Mission and Outcomes Statements

Mission

Mission Statement
Sociology and Criminal Justice Studies Majors
Dept. of Sociology and Criminal Justice Studies
 
The missions of the Sociology and Criminal Justice Studies programs at Westminster College are to help students understand and practice the scientific study of human behavior as it is interpreted and experienced in groups.  The department studies criminology and criminal justice within sociological frameworks.  The systematic approach that sociology requires liberates students from individualistic mindsets and helps them to understand themselves and their society in new ways.  Thus the sociological perspective is profoundly transformative.  Our enterprise contributes to the larger vision and goals of the liberal arts with its emphasis on logical reasoning, critical reflection, clear written and oral communication, skilled group work, appreciation of pluralism and diversity, viewing of self and society from alternate perspectives, application of knowledge to solving social problems and cultivation of identity as both a local and global citizen.  We achieve these learning goals using a variety of pedagogies informed by best practices in the scholarship of teaching and learning and focused on active engagement inside the classroom and in the larger society.  As dedicated scholars ourselves we enjoy modeling the process of discovery as we guide students in experiencing its satisfactions. 



Outcomes

Departmental Outcomes for Sociology and Criminal Justice Studies Programs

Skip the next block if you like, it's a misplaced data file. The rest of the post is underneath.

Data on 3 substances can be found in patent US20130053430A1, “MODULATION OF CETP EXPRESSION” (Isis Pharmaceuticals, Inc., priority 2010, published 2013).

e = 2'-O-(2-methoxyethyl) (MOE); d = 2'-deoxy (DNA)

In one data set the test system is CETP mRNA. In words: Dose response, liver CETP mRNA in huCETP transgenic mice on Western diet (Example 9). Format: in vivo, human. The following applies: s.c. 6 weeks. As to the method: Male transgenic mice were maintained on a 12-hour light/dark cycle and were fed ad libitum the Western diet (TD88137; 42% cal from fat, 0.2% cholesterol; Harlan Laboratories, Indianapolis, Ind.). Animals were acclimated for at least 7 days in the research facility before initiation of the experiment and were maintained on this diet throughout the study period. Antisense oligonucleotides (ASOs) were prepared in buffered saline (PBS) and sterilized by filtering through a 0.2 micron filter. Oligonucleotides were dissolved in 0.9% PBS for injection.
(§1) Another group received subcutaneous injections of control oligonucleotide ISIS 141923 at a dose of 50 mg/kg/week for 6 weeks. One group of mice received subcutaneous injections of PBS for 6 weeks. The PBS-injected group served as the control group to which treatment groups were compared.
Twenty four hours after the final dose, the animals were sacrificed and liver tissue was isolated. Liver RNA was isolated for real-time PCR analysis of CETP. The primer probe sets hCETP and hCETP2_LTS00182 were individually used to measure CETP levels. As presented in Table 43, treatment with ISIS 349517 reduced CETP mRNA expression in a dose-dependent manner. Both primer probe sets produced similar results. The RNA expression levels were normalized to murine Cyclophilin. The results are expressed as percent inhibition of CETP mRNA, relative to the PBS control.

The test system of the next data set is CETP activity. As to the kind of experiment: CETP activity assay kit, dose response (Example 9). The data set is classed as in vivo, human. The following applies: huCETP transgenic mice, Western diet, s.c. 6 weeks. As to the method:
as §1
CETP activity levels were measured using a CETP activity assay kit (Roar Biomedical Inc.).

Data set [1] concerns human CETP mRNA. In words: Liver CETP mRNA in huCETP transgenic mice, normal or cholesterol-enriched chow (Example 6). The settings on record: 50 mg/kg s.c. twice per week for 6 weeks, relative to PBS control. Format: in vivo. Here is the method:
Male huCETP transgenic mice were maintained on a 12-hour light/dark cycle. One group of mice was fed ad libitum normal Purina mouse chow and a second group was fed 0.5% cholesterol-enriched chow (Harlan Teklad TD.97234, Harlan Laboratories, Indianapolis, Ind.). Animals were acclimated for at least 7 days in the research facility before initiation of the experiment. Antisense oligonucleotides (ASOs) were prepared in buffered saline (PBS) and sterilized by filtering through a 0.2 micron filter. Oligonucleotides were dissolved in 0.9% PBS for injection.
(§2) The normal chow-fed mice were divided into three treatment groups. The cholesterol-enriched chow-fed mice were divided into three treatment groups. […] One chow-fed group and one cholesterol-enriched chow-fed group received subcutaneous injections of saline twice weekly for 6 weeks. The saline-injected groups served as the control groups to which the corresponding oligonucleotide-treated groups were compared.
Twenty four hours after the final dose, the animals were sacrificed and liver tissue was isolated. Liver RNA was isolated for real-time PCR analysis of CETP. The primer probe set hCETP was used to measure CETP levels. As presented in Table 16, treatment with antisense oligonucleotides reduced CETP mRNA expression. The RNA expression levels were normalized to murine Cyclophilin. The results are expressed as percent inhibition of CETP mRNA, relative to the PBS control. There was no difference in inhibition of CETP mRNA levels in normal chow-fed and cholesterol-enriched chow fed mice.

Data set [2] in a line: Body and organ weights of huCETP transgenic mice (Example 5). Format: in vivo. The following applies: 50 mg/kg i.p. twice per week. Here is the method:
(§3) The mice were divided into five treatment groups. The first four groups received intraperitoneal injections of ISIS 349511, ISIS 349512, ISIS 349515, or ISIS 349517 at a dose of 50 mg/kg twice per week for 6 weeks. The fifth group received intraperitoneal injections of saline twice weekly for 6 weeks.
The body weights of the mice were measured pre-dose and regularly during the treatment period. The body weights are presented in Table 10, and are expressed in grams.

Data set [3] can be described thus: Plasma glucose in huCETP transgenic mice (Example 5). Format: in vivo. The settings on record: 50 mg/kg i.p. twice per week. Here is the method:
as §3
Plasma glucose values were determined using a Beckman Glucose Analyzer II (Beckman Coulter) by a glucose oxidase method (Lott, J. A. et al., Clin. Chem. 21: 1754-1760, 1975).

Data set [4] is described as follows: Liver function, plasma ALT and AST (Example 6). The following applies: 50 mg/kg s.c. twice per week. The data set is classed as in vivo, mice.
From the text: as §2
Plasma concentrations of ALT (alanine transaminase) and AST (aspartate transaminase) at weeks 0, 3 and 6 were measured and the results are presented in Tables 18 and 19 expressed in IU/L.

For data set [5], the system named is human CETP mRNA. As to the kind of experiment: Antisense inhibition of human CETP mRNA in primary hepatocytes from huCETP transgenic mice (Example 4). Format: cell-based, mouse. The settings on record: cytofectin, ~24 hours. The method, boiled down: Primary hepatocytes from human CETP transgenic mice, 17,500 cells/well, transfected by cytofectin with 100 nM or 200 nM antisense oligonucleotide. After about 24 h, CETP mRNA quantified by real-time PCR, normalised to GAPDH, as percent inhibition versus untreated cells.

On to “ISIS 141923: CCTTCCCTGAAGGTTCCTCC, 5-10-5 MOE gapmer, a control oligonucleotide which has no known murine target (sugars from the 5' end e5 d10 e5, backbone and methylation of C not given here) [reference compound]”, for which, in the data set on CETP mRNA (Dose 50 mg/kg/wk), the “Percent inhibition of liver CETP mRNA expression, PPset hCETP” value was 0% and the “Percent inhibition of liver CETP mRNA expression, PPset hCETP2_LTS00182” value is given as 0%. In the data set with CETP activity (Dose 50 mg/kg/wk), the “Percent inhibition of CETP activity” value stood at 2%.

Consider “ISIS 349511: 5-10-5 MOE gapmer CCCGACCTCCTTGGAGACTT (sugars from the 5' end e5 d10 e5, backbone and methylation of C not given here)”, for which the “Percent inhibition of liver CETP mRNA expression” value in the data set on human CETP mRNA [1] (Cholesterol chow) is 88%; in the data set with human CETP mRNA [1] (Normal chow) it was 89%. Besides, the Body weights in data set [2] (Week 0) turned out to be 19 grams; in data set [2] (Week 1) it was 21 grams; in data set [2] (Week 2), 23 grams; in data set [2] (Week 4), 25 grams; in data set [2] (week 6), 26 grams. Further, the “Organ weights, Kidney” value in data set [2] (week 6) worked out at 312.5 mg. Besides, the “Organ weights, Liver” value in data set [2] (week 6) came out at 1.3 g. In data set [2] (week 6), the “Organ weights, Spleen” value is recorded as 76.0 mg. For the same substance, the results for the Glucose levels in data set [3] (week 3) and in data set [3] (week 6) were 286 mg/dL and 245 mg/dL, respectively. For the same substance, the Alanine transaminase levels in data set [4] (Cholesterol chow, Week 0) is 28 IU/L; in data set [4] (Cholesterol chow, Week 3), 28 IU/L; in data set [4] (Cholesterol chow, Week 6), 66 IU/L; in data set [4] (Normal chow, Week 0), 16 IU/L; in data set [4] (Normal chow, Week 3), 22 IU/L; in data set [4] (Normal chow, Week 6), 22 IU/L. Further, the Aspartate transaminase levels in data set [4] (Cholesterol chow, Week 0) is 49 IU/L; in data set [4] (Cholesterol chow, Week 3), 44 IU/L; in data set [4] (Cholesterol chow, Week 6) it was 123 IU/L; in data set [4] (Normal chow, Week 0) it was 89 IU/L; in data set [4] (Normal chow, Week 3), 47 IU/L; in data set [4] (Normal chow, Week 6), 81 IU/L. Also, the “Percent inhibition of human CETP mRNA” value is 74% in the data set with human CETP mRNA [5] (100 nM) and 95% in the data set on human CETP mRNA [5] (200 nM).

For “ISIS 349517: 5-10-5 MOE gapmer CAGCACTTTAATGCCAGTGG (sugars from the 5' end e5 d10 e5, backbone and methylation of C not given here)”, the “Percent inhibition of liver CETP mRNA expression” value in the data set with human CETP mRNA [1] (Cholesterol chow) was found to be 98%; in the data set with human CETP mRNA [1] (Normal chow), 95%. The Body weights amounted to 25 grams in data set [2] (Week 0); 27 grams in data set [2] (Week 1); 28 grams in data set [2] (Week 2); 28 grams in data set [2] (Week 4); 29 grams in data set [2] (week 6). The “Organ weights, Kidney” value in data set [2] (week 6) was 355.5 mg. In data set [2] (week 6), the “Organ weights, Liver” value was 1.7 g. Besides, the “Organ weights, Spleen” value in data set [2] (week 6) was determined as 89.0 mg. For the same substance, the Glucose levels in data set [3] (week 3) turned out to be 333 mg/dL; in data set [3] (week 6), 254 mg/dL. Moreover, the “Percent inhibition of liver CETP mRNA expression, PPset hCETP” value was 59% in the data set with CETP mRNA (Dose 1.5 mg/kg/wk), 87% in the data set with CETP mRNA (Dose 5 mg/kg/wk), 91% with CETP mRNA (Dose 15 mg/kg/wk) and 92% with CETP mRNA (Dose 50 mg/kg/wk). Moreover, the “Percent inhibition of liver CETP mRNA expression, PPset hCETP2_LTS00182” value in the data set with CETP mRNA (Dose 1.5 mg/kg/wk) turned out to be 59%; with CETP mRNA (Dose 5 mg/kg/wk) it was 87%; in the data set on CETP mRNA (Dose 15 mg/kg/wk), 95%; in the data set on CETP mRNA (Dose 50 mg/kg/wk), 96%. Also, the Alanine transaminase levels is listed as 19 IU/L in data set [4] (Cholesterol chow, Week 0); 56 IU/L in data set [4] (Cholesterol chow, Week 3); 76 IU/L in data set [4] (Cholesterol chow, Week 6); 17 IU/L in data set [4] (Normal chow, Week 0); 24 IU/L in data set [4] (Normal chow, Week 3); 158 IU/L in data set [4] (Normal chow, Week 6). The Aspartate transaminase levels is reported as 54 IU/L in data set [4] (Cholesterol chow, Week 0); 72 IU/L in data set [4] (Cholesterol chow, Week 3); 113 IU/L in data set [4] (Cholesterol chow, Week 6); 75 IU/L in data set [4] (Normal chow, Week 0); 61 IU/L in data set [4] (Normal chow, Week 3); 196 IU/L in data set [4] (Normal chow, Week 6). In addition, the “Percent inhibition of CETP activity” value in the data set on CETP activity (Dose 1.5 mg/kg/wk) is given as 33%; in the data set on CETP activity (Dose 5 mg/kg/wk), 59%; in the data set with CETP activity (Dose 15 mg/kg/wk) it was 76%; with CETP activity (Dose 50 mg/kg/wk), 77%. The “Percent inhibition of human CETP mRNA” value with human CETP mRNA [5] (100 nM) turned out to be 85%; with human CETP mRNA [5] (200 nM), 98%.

Students majoring in Sociology and Criminal Justice Studies will be able to:
Knowledge Goals:
1.Articulate a sociological perspective on social issues
2.Understand and apply core sociological concepts
3.Understand, apply and evaluate classical and contemporary sociological theories
4 Understand, apply and evaluate major qualitative and quantitative research methods in sociology
5.Explain the concept of value-freedom and arguments about its merits and attainability
6.Explain how historical change and continuity, as well as cultural context, influence individual, group, and/or institutional behavior
7.Evaluate the dynamic role of individuals on group and/or institutional processes
Skills Goals:
8.Make comparative analyses across cultures and societies
9.Locate and effectively use disciplinary information literacy resources
10.Interpret data presented in charts, tables and graphs
11.View social phenomena from alternate perspectives
a.Demonstrate competency in recognizing the implications of meso and macro social forces on individuals
b.Demonstrate competency in understanding privileges, disadvantages and experiences of people in social statuses very unlike one’s own
c.Demonstrate the ability to apply two or more theoretical perspectives to a single social situation or process
12.Summarize and critique academic journal articles in Sociology
13.Conduct both original and archival research on a sociological subject, using quantitative and qualitative methods and abiding by the ASA Code of Ethics
14.Demonstrate basic competency in SPSS (Statistical Package for the Social Sciences)
15.Correctly use the American Sociological Association documentation format
16.Apply sociological perspectives, concepts and theories to co-curricular activities, service learning and internships
Value/Attitudinal Goals:
17.Understand themselves in new, sociologically-informed ways
18.Understand their society in new, sociologically-informed ways
19.Appreciate pluralism and diversity
20.Refine moral and ethical commitments to one’s local citizens
21.Refine moral and ethical commitments to one’s global citizens